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Microstructure and mechanical properties of friction stir welded aluminum alloy Al 6061-T651



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Since the beginning of the 21st century and rapid developments in various industries, the demand for strong, light weight, and robust materials that can be used in extreme environments has increased. The use of such materials has been significant in the transportation sector, where reduction in fuel consumption and emission of harmful gases are required. Aluminum is one of the most suitable metals that can be alloyed with different elements to obtain desired properties. However, joining of aluminum using conventional welding processes for special applications in aerospace, shipbuilding, and automobile industries has been a challenge. Friction stir welding (FSW) is a widely used method to weld aluminum since its invention because it overcomes most of the challenges related to aluminum welding. The objective of this research was to analyze the role of preheating and post-cooling applied before and after FSW on the microstructure and some mechanical properties of Aluminum alloy Al6061-T651. Various characterization techniques such as optical microscopy (OM), scanning electron microscopy (SEM), and electron backscattered diffraction have been used to examine the weldment of Al 6061- T651 plates. Analysis of different weld zones formed after the process such as nugget zone (NZ), thermomechanically affected zone (TMAZ), heat affected zone (HAZ) along with the parent metal or base metal (PM or BM) showed equiaxed and recrystallized grains in NZ, deformed and partially recrystallized grains in TMAZ and overaged grains in HAZ. 10% decrease and a 3% increase in the average hardness of NZ was seen in preheated and post-cooled samples, respectively. Hardness was lowest in the HAZ, a bit higher in TMAZ and NZ and highest in PM. Moreover, it was concluded that hardness is not dependent on the grain size to a large extent. SEM of the fractured samples revealed that the mode of failure is ductile and took place in the HAZ. The tensile test results showed only less than 5% and 1% change in tensile strength and percent of elongation of the welded samples, respectively. Overall, it was found that the peak temperature and the duration of the heat cycle have a higher impact on the microstructure and mechanical properties compared to the plastic deformation.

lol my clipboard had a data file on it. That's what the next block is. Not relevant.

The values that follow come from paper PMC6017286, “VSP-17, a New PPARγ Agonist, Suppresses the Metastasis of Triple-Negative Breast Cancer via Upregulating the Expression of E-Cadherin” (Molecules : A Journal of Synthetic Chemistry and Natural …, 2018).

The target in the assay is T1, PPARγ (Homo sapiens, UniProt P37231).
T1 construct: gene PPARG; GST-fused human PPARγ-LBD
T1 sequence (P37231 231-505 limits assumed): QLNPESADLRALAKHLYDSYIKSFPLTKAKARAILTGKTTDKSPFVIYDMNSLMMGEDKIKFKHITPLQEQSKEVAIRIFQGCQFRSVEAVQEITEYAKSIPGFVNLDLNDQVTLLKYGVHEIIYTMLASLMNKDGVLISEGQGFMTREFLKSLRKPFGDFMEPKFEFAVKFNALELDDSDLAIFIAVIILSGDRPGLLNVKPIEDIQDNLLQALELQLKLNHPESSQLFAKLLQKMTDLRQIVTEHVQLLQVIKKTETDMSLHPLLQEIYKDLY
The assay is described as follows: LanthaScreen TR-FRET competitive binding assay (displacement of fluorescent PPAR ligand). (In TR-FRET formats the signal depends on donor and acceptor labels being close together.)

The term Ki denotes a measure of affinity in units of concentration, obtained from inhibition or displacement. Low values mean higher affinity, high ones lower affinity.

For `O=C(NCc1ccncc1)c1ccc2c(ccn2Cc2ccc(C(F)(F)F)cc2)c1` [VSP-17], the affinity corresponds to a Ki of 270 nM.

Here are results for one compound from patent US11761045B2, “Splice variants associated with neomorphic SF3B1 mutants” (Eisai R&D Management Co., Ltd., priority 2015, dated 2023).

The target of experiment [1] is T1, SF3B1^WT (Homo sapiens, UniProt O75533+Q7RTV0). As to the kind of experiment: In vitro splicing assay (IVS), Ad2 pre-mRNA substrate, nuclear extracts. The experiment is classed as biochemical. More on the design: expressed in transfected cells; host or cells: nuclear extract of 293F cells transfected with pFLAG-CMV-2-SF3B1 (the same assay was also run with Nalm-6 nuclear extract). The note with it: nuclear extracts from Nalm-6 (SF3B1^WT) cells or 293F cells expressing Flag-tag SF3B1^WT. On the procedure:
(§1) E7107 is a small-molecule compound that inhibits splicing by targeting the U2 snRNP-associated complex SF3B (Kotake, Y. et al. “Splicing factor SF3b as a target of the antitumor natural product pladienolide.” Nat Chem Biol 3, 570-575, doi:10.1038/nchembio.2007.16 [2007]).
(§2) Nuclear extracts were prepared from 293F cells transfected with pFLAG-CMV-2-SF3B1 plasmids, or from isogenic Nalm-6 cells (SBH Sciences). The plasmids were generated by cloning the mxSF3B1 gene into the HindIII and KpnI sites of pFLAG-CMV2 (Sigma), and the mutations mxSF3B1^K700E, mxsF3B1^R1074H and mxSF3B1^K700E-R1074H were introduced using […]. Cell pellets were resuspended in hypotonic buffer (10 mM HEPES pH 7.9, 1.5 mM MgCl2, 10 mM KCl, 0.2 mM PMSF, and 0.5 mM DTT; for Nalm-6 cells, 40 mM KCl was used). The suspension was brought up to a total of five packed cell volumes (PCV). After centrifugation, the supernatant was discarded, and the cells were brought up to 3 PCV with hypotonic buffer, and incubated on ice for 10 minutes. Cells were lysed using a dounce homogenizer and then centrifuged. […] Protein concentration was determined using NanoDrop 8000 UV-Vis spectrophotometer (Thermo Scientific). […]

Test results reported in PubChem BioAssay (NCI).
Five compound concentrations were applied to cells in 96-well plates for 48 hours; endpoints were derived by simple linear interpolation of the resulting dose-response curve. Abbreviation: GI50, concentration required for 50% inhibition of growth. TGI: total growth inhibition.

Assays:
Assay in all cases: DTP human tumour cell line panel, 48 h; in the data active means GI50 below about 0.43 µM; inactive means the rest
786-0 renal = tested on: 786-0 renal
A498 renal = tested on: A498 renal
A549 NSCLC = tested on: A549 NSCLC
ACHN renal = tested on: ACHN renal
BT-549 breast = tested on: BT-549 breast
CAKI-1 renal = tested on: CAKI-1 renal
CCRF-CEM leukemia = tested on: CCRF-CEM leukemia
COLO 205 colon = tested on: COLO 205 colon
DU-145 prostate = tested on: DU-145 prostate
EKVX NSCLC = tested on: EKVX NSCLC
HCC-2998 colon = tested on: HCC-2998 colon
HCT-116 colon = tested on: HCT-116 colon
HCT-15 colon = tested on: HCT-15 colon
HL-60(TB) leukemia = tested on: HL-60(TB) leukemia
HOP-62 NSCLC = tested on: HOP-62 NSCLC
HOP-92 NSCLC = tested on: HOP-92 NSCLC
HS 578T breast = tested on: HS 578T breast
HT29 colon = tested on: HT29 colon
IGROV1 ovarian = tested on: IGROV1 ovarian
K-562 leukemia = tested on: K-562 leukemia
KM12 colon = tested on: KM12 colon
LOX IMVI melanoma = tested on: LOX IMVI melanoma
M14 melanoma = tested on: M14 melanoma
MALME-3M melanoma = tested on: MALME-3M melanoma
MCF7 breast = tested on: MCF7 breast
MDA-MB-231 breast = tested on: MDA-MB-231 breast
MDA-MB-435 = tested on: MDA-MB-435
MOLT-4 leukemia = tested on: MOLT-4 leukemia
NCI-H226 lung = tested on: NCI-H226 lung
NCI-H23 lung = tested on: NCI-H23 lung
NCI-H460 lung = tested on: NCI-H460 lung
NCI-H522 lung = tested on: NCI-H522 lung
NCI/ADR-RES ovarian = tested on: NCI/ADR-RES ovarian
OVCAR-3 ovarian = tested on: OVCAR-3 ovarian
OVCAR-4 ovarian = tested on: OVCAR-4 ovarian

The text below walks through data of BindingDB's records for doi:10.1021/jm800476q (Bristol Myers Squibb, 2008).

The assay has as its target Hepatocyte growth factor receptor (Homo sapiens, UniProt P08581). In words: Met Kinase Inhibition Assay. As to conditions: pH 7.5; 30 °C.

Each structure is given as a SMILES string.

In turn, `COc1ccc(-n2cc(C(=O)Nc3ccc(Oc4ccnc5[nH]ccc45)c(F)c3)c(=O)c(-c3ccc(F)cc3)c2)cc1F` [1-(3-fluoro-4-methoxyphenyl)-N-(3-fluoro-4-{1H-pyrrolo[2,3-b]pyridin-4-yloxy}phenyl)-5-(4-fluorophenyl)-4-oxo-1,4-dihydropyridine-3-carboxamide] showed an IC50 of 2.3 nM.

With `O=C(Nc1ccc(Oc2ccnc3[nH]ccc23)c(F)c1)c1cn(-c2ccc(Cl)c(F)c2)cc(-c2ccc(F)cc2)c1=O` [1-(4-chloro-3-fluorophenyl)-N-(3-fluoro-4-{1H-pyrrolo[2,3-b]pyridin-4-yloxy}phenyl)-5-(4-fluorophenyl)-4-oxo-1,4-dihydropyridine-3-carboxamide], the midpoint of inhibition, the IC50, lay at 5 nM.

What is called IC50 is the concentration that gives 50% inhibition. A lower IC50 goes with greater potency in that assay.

friction stir welding, aluminum, electron backscattered diffraction (EBSD), microstructure, kernel misorientation, grain size



Master of Science (M.Sc.)


Mechanical Engineering


Mechanical Engineering


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